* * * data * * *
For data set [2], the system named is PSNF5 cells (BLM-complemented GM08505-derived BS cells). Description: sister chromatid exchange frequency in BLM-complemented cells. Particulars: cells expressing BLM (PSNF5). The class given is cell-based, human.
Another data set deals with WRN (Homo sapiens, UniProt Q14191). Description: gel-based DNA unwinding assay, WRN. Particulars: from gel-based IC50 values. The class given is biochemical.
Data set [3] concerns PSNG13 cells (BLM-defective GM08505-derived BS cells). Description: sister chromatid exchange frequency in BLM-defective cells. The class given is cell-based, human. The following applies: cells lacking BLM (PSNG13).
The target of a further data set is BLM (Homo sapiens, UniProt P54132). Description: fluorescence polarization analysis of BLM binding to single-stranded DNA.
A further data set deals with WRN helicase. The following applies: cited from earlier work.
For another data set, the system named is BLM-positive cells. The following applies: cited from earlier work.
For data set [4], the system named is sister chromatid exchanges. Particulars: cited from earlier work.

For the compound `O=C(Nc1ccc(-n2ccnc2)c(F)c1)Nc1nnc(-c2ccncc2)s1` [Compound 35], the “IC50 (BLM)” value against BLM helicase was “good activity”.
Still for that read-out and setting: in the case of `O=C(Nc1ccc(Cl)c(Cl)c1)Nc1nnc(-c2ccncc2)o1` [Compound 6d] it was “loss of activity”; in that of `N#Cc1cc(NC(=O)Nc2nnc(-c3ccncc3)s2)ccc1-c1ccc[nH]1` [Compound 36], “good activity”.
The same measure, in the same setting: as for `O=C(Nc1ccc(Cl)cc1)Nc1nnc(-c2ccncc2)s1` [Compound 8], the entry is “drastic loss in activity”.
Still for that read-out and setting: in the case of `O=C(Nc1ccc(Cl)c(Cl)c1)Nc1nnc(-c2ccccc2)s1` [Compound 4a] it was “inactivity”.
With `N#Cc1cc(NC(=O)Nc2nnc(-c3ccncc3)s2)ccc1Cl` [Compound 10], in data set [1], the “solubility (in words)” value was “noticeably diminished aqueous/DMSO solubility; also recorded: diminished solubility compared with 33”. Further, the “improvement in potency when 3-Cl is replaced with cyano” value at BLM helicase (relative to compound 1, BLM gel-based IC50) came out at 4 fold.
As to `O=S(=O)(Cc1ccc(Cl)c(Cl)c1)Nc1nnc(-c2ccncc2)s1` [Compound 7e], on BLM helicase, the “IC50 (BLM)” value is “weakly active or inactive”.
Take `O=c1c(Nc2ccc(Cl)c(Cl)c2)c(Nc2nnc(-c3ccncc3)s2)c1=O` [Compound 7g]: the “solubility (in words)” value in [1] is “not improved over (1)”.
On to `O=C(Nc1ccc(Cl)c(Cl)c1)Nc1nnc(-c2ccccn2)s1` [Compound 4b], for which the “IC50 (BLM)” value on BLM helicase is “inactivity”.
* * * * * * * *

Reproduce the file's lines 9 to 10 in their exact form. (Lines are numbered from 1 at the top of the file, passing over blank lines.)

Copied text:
Still for that read-out and setting: in the case of `O=C(Nc1ccc(Cl)c(Cl)c1)Nc1nnc(-c2ccncc2)o1` [Compound 6d] it was “loss of activity”; in that of `N#Cc1cc(NC(=O)Nc2nnc(-c3ccncc3)s2)ccc1-c1ccc[nH]1` [Compound 36], “good activity”.
The same measure, in the same setting: as for `O=C(Nc1ccc(Cl)cc1)Nc1nnc(-c2ccncc2)s1` [Compound 8], the entry is “drastic loss in activity”.